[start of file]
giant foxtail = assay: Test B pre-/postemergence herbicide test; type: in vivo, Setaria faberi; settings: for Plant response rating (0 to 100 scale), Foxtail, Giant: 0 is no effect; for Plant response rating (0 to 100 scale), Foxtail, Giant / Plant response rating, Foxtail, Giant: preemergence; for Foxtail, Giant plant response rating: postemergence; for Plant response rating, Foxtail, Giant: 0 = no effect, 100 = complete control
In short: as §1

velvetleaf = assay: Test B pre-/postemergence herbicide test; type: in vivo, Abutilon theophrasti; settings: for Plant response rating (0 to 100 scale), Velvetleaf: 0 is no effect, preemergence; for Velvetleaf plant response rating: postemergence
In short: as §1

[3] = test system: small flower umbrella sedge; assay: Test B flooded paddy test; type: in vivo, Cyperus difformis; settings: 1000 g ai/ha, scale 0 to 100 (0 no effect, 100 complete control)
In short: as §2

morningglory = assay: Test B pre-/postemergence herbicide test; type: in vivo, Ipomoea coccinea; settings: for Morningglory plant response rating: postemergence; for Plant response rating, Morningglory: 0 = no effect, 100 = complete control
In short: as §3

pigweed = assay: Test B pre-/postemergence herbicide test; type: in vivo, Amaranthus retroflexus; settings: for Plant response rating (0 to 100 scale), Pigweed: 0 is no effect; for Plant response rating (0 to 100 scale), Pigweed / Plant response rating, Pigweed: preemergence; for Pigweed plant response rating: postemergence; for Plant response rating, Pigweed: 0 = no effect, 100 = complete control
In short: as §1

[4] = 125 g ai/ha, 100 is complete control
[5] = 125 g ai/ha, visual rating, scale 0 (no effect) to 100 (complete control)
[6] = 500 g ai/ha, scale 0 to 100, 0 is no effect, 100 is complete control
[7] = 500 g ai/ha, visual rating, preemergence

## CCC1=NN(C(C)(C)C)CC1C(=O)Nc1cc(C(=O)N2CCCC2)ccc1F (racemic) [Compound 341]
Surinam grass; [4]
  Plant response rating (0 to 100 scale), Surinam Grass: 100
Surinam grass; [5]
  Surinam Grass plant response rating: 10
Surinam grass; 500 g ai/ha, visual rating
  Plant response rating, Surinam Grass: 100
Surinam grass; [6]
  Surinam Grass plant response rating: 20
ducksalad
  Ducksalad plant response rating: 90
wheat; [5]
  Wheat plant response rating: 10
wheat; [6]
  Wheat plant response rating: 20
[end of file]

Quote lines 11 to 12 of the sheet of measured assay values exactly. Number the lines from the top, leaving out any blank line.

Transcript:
[4] = 125 g ai/ha, 100 is complete control
[5] = 125 g ai/ha, visual rating, scale 0 (no effect) to 100 (complete control)